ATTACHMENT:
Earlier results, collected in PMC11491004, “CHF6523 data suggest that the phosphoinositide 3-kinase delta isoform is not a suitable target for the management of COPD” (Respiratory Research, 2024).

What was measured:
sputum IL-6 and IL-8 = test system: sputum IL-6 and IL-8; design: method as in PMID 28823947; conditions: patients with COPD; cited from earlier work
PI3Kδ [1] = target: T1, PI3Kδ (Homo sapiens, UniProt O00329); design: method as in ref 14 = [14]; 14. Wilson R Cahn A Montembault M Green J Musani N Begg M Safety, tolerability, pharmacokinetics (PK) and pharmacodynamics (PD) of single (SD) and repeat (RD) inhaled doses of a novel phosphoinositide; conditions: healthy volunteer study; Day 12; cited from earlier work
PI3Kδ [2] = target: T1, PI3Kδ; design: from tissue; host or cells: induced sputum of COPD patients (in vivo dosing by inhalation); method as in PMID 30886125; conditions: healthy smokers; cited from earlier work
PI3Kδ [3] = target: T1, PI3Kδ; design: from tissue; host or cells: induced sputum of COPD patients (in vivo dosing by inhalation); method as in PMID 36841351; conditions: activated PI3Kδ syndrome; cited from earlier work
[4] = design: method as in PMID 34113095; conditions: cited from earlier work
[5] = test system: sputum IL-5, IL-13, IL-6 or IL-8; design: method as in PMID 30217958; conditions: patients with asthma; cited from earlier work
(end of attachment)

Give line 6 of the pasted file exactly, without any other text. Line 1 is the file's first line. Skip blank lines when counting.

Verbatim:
PI3Kδ [3] = target: T1, PI3Kδ; design: from tissue; host or cells: induced sputum of COPD patients (in vivo dosing by inhalation); method as in PMID 36841351; conditions: activated PI3Kδ syndrome; cited from earlier work